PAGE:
PomPom Issue 30 August 2019
|Publisher Names||by Pompom|
This Autumn we’re heading to the coast with our knitting. The patterns this issue are inspired by the sea, its surroundings, and its beautiful ever-changing shapes and textures.
The yarn palette draws from the many colours of the sea, as well as the soft shades of sand, shingle, and shells. Our designers have created a treasure chest of patterns: four jumpers, two wraps, a cardi, a tee, and a hat that will see you from high tide to low tide as the season shifts.
Featuring designs by
KIYOMI BURGIN // SACHIKO BURGIN // MEGHAN FERNANDES // ANNIE HAAS // SYLVIA WATTS-CHERRY // AINUR BERKIMBAYEVA // EMMA DUCHER // INYOUNG KIM // KATRIN SCHUBERT // ANDREA CULL
Other contributions include poetry and images from Ocean Rose, musings on sailors’ knots and knitting from Clara Parkes, and an easy pickle recipe from Rebecca Lawrence to give you a taste of salty seas.
Printed in the UK on lovely heavy paper.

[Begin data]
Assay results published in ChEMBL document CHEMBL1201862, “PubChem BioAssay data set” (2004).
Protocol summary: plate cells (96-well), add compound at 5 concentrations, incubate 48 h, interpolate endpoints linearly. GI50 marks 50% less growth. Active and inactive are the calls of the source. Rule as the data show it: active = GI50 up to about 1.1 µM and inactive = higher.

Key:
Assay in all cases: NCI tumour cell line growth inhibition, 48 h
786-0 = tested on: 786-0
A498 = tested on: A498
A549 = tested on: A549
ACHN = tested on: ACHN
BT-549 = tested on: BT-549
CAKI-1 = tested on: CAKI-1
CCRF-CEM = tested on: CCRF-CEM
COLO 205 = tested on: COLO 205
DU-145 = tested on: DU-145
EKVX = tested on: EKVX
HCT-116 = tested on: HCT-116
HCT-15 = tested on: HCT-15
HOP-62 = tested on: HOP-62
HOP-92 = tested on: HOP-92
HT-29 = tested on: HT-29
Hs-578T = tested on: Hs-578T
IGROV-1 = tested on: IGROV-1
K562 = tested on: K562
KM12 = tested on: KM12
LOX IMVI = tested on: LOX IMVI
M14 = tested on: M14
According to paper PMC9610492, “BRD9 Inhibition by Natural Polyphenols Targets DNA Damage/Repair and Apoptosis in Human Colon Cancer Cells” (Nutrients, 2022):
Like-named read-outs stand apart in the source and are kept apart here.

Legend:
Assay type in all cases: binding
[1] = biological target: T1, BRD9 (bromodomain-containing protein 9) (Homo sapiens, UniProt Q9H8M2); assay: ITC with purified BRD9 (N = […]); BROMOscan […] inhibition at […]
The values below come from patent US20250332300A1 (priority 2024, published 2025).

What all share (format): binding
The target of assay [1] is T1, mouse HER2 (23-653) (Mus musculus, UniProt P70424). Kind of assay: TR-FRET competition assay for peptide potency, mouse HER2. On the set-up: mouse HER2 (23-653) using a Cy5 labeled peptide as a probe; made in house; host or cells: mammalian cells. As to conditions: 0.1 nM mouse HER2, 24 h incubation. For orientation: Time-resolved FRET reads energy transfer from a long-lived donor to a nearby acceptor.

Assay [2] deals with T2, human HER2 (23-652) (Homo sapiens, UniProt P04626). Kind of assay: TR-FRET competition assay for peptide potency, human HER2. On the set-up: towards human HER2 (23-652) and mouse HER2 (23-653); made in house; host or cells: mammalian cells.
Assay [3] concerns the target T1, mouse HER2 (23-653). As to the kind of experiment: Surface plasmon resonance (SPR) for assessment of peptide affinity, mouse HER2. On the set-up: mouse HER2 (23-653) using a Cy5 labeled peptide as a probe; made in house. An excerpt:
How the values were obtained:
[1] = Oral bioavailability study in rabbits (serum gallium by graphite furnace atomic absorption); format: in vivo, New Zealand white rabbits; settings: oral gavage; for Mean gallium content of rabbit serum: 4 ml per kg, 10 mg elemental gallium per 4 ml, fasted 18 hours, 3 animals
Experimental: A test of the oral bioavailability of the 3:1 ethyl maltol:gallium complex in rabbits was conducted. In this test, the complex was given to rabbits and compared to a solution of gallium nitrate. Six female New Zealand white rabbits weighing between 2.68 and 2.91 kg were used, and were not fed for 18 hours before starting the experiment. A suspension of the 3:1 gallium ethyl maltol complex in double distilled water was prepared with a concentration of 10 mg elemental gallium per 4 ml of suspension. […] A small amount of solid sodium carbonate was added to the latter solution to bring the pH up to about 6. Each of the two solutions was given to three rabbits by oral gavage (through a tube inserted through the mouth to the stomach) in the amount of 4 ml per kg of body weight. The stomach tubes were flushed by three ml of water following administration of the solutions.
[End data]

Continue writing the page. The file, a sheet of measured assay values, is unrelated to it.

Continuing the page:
Pom Pom was founded in 2012 as a quarterly that presents knitting, crochet, and craft in the modern, beautiful, and meaningful way we’ve always known it should be.
Mainly conceived as a collection of patterns complemented by thoughtful writing and useful tutorials, we also celebrate the joy of making, hopefully without taking ourselves too seriously!
Since our kitchen table beginnings, we’ve gone on to feature some of the most well-known and loved independent designers and yarn producers, with some of the less well-known also growing along with us.
We are so proud and lucky to be able to say that Pom Pom is now stocked at over 250 locally-owned yarn and craft stores across four continents and 20 countries.
At Pom Pom we know that knitters are creative, curious people – so we also include lots of other features we think you’ll enjoy – from cocktail recipes, to dyeing tutorials, to articles about 18th century paper cut artists!
Basically anything we think will inspire you.
We also take pride in every detail of our magazine, from the typefaces we use right down to the paper we’re printed on – knitters are tactile people after all! We have always been, and continue to be, printed in the United Kingdom.